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Palliative radiotherapy

Palliative radiation therapy’s aim isn’t to cure cancer. We focus on giving you a better quality of life by controlling your symptoms.

Palliative care

What is palliative care?

Palliative care does not aim to cure a cancer, it is used to help shrink, slow down the growth, or control symptoms of an advanced stage tumour. It may also be used to control the symptoms of a cancer that has spread to give a patient a better quality of life.

Treatment

How can palliative treatment help?

  • Palliative treatment can:
  • Relieve pain in bone cancer
  • Treat a blood vessel blockage in the neck
  • Control ulcerating tumours and reduce bleeding
  • Treat symptoms of cancer in the lungs
  • Treat symptoms of cancer in the brain
  • Shrink a tumour to reduce pain
  • Relieve pressure on the spinal cord

Is it right for me?

Palliative radiation therapy isn’t the answer for everyone. Other therapies such as surgery, chemotherapy, hormone therapy or biological therapy may be better. Your consultant is the best person to talk with about the best way forward.

Book an appointment

If you’re worried about symptoms or you have any concerns, contact us today to speak to our friendly team.

0808 2533 385
0808 2533 385

How long will radiation therapy last?

Most people don’t need long courses of palliative radiation therapy – it might be anything between one and ten treatments. Your consultant can advise you. If you live a long way from your treatment centre, you may be offered a session on the same day as your first consultation.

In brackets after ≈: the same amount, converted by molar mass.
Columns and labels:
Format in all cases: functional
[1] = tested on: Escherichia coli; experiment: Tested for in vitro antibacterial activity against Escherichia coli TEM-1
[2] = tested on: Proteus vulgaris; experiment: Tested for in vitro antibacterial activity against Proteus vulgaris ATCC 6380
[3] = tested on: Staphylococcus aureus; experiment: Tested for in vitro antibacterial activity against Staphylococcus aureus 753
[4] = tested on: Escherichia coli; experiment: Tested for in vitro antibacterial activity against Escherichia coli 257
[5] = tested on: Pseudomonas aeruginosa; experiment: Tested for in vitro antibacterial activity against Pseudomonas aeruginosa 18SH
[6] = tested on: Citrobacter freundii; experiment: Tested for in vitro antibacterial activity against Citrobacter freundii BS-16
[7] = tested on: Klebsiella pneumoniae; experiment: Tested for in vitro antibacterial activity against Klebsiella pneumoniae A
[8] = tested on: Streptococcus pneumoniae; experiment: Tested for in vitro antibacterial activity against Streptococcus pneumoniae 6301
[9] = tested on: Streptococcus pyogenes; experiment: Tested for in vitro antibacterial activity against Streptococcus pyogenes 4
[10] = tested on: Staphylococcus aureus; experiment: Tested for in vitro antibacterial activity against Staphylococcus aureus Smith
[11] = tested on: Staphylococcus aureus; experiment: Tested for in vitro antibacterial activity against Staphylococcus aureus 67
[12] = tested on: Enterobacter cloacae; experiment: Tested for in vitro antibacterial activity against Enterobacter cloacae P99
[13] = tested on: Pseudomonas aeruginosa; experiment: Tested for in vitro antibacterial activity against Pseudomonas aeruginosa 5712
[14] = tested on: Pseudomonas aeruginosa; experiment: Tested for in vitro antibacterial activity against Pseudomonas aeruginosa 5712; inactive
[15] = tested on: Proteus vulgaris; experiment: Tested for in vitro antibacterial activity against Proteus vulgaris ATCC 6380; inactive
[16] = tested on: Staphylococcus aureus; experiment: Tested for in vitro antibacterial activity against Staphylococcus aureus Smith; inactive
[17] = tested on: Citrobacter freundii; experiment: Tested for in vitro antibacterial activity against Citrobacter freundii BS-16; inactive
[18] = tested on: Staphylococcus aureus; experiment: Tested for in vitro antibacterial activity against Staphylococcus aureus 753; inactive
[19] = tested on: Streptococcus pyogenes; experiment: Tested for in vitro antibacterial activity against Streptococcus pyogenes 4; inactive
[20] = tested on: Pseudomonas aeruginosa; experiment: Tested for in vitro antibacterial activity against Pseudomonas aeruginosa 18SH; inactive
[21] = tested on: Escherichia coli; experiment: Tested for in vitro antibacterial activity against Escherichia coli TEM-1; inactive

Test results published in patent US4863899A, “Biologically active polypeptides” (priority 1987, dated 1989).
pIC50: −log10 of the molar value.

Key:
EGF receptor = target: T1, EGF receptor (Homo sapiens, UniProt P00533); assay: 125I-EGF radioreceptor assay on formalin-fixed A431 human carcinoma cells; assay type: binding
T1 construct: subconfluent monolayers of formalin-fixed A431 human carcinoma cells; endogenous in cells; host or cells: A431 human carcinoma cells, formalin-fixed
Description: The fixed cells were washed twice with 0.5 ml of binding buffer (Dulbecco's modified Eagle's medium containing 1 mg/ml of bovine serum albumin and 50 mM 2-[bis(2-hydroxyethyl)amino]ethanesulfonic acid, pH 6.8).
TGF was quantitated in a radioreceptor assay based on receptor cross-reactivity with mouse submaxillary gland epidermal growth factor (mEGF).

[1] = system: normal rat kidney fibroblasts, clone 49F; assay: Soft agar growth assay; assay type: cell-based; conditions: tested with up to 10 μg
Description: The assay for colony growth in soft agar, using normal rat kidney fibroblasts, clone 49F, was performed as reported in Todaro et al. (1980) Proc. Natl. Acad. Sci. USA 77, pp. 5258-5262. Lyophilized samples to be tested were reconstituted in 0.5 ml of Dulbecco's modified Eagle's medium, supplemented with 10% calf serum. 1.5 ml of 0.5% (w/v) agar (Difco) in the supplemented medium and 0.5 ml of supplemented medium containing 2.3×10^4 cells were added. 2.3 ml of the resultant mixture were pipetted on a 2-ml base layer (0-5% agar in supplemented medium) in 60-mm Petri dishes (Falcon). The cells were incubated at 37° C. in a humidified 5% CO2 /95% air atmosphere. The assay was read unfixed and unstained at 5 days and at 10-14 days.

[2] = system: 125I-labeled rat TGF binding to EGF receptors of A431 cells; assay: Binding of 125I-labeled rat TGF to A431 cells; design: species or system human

What’s involved?

  • In most cases, before your treatment, you’ll be invited to a ‘planning’ session. That’s when we work with you to design the best course of treatment – taking into account your body shape, and the size and location of the cancer
  • During the planning session, you’ll be given an X-ray or a CT scan. We’ll mark your skin near the treatment area. This makes sure your treatment is accurately targeted
  • If the treatment involves your head or neck, then before your treatment you’ll be fitted with a head frame (or specially designed mask) to keep your head completely still during the procedure. This involves having a local anaesthetic

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